When asked to share his feelings about the importance of holding the annual picnic, Bill said, “It’s huge for our families – the DeFazios, the Panes and the Acuris – to keep the tradition going, because we’re old-time Italian families in Sacramento and we’ve lived basically in the same area for probably 100 years, for the most part.”
Margaret (DeFazio) Jacobs, Rose Marie Pane and Louise (Arcuri) Schultz, a trio of the matriarchs of the three families, shared portions of their family histories for this article.
Passionately relating her family history, Margaret (DeFazio) Jacobs said that her grandparents, Joe and Bernadina (Piccoli) DeFazio, were the first members of her family to immigrate to the United States.
After settling in New York, Joe and Bernadina moved to East Sacramento in 1914.
Joe and Bernadina’s son, Louis DeFazio, who was Jacob’s father, married Christine Talerico on Feb. 24, 1924 in Utica, N.Y.
After moving to East Sacramento, Louis DeFazio became well-known for his grocery stores in such places as East Sacramento, Florin, Sloughhouse and West Sacramento.
Early immigrants of the Pane family to arrive in America were Rose Marie Pane’s grandparents, Giuseppi and Rosa Maria (Arcuri) Pane, and her great uncle and great aunt, Antonio and Malana (Mancuso) Pane.
A unique trivia of these couples is the fact that Giuseppi and Rosa Maria had seven boys and one girl and Antonio and Malana had seven girls and one boy.
Rose Marie, who resides in her family home that was built in East Sacramento in about 1935, said that another interesting part of this family trivia is that one of Giuseppi and Rosa Maria’s sons and one of Antonio and Malana’s daughters passed away in their childhood within months of each other.
Additionally, Ronnie Pane, who is a first cousin to Rose Marie, said that these children were the youngest born to each family.
Today, Rosie “Doty” Taylor, who is in her mid-90s, is the only survivor of these 16 children.
Schultz said that her uncle Joe Arcuri and her aunt Elvira (Massoni) Arcuri first arrived in America in the early 1900s. The couple soon traveled from New York to Roseville, where they had three sons and three daughters.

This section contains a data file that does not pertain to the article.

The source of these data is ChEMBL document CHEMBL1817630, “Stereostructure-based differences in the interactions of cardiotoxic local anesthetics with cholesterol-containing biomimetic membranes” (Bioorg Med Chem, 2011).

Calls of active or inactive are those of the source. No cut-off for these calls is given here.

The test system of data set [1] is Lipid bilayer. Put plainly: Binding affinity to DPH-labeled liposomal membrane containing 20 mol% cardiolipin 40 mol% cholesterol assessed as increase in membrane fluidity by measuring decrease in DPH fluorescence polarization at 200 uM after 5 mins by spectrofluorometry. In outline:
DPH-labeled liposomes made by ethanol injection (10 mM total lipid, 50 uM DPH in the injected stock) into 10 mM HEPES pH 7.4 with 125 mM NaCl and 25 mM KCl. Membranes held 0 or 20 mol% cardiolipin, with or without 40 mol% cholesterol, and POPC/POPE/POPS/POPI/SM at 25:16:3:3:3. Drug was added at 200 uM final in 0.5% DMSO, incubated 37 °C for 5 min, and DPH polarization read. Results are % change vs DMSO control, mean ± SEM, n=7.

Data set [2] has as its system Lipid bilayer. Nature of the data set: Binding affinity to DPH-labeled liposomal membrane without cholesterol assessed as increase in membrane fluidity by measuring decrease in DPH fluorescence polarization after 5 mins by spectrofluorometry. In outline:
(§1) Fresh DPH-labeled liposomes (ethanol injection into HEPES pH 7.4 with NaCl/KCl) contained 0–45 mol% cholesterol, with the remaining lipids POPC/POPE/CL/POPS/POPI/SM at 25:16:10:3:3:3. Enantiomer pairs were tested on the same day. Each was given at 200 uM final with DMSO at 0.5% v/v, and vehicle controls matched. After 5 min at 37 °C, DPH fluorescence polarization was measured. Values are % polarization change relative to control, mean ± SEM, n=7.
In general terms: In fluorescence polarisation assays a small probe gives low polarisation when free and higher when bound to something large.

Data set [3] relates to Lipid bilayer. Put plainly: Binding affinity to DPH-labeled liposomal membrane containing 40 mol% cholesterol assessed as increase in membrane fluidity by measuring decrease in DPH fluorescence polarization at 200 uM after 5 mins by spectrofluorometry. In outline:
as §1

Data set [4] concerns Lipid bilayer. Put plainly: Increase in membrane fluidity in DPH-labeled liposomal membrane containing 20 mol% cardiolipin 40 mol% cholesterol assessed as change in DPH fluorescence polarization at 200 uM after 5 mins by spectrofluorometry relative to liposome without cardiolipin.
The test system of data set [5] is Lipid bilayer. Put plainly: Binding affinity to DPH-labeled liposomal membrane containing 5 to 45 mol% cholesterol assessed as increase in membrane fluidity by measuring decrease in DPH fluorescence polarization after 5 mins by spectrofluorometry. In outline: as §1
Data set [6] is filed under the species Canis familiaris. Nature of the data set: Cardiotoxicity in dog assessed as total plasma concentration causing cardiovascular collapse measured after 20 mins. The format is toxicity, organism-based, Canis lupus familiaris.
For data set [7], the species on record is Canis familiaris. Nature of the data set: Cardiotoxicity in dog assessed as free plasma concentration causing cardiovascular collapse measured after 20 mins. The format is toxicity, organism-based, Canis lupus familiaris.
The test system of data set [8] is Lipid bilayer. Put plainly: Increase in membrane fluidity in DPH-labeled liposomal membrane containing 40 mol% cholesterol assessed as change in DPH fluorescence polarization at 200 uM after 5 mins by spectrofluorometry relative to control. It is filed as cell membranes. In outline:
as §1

Joe Arcuri supported his family through his employment as a railroad worker in Roseville.
Shortly after the arrivals of Joe and Elvira Arcuri, who emigrated from Italy at separate times, Schultz’s father, Louis Arcuri, immigrated to the United States with his sister, Rosina Arcuri.
After coming to Sacramento in 1916, Louis Arcuri married Margaret DeFazio.
And following the death of Margaret, Louis Arcuri married Ellen Margaret Harris in 1928 and moved to Elk Grove.
Altogether Louis Arcuri, who worked various jobs, including his work as a taxi cab driver, laundry and hotel worker and used car and tire garage owner and operator, had 12 children.
Schultz, a 1949 graduate of Elk Grove High School, said that she appreciates the picnic’s ability to maintain her family’s history and heritage.
“(The picnic) keeps our family together and keeps our heritage up for our children,” Schultz said. “It’s through us that they learn about their heritage. We talk to them and tell them about their family, so they won’t forget where they come from.”
Although some attendees of the picnic expressed their concerns regarding the future existence of the event, 12-year-old Marissa DeFazio, the daughter of Steve and Sheri DeFazio, is among those of the younger generation who are dedicated to continuing the annual gathering.
“(The event) is really important to me and I learn a lot about my family history (at the picnic),” Marisa said. “It’s really fun. I would want to keep (the event) going (in the future).”